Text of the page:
The Black Lives Matter protests and the police response in the United States bring back memories for those permanently injured by last year’s protests. Thirty-one-year-old Jesús Emerson Llancan Vidal from Puente Alto was among the first Chilean protesters who lost an eye during the demonstrations in Chile. He sees similarities with the situation in the US: “The people are fed up with the inequality”.
After the death of George Floyd in Minneapolis on May 25, tens of thousands of people in cities across the United States, and later in countries around the world, took to the streets and demanded the end of racism and police violence. During the first days of the protests, American police officers seemed to aim deliberately at eyes of protesters and journalists, leaving some of them permanently blind in one eye.
These scenes have brought back bad memories to those who experienced the Chile protests of late 2019, when over 400 protesters were blinded in one eye, and sometimes even both eyes, after being hit in the face with rubber bullets or tear gas cannisters. One of those protesters was Jesús Emerson Llancan Vidal, a 31-year-old man from Puente Alto. On Oct. 25, he was shot around the corner from what protesters dubbed Plaza Dignidad, in the center of Santiago.
“The images of those blinded at the protests in the United States brought back a trauma. It angered and saddened me at the same time. Once again, it’s like human rights are not worth anything”, Llancan tells Chile Today. He sees similarities between the Black Lives Matter protests and the protests in Chile last year. “The people are fed up with the inequality. They demand dignity, equal treatment, nothing more. It is like a global revolution.”
The way that riot police acted in the first days of the protest movement in the United States, targeting journalists and deliberately aiming at eyes, shows what’s wrong with the institution, according to Llancan. “Those cops are trained to obey orders and not feel any pain or emotions. If they need to torture, they will. They shoot at your eyes because they want to mark you for the rest of your life. It is like they want to say, ‘look what happens if you step in my way.’ ”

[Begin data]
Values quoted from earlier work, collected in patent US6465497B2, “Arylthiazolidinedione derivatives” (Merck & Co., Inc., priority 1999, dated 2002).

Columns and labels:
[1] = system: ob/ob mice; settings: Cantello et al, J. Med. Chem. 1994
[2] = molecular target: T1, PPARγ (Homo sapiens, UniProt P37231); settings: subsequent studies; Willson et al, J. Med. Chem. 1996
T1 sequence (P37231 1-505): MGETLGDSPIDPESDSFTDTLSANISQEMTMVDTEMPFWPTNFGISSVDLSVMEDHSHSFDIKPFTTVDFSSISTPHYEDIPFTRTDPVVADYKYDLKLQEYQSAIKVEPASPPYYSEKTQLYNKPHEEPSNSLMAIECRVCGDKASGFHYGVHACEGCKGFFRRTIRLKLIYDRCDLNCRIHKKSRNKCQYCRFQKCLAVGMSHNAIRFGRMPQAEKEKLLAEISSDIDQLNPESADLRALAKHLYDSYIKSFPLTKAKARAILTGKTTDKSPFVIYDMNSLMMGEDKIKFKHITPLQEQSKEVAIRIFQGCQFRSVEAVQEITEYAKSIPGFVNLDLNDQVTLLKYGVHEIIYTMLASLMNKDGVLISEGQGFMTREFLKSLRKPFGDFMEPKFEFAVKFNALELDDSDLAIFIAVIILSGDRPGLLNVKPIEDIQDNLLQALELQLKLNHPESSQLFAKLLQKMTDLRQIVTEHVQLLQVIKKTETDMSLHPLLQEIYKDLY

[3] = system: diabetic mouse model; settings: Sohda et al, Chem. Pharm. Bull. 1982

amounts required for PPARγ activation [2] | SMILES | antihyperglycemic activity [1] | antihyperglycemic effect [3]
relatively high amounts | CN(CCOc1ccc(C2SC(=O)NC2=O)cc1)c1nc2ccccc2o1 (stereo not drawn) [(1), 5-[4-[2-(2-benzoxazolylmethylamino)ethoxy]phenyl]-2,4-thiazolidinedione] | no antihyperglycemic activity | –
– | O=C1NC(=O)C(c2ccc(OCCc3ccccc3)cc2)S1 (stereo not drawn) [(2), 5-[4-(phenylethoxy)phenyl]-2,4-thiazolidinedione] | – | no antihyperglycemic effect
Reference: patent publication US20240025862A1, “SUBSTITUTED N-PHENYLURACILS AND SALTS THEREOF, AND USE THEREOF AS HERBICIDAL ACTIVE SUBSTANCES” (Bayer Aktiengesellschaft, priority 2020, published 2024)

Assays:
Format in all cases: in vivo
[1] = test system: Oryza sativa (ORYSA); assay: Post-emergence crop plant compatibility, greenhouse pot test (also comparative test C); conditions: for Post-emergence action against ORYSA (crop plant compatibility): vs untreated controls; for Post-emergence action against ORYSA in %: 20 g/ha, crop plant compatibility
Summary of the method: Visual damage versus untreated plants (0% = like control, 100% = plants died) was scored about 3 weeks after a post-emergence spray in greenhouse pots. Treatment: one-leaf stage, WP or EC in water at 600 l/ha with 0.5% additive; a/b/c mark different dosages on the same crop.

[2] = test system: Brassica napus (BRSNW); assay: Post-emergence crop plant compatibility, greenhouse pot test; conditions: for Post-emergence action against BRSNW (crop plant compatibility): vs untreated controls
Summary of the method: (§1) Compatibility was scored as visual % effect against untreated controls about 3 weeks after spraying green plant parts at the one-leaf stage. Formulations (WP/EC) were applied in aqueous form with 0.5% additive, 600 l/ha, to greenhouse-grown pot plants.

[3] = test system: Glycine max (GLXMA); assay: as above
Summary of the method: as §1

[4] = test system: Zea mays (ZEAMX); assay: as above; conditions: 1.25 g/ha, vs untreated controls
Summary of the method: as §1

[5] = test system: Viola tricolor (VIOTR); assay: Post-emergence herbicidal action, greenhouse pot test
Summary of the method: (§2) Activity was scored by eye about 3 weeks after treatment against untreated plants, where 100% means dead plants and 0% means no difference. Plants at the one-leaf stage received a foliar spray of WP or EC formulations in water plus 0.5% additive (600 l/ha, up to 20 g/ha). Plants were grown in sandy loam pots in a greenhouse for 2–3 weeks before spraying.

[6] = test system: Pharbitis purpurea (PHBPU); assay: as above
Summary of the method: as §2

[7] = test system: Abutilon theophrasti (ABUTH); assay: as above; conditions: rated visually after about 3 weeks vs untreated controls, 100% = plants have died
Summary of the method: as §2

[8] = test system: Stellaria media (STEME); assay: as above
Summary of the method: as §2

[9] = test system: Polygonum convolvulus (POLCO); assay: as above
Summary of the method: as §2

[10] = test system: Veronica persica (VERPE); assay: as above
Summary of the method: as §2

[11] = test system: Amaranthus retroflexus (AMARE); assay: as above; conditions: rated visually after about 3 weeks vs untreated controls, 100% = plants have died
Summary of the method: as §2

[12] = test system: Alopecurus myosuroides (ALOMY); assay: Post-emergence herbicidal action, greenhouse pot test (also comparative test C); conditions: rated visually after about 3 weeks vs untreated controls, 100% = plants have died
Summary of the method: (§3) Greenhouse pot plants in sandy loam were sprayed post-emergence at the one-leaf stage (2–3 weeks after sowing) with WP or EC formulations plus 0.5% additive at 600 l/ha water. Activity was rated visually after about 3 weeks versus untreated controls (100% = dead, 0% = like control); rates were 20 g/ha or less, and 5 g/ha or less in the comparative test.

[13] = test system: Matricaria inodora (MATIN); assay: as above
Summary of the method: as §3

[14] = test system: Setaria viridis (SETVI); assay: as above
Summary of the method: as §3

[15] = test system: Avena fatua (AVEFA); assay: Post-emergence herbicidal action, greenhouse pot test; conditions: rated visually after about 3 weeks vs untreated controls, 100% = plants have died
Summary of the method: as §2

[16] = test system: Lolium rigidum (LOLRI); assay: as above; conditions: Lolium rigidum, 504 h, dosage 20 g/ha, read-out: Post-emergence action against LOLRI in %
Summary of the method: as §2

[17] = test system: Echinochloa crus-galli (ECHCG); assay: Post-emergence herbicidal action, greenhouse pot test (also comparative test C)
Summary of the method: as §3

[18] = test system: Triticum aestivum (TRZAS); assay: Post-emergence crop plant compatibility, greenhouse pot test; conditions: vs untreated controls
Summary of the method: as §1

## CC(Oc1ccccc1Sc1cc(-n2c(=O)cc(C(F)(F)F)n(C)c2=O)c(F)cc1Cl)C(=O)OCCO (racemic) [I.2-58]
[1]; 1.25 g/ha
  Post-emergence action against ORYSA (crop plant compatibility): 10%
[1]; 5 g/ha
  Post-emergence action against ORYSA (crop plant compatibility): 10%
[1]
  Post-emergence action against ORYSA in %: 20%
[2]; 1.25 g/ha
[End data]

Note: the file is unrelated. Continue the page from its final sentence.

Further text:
Jesus was one of the main characters in the Pulitzer Prize winning video production of The New York Times:
“The Majority of the People Live on a Day-to-Day Basis”
Since the outbreak of the coronavirus that has hit the district of Puente Alto worse than any other district in Chile, Llancan is staying at home. His work is temporarily suspended. “I have close ones who are infected with the coronavirus. We need to take care of each other”, Llancan tells Chile Today. In Puente Alto, however, the situation is difficult. People suffer from hunger and those who worked in the informal sector have lost their income. “The majority of the people live on a day-to-day basis. There are shantytowns here where the State is completely absent. I try to help with my friends by collecting food for the community kitchens.”
The case of Llancan was one of the most extreme. The rubber bullet that hit him caused his eyeball to explode. He was supposed to receive a prosthetic eye in April, but the coronavirus outbreak halted all non-Covid-19-related operations. Regardless, because of the dire situation in the public hospitals in Puente Alto, Llancan does not want to return to one before the pandemic is over.
For now, there is nothing else he can do but wait. “Every day I remember what happened. I try to live with it, but it is not easy. I am marked for the rest of my life. I have not seen a psychologist yet, because of the coronavirus outbreak and I try to avoid news. But when the protests return in Chile, I will return too.”
Editor-In-Chief Boris van der Spek is the founder of Chile Today. He worked in Colombia, Surinam and the Netherlands as reporter and works with international media during major events, like the social crisis, the elections and the Pope’s visit.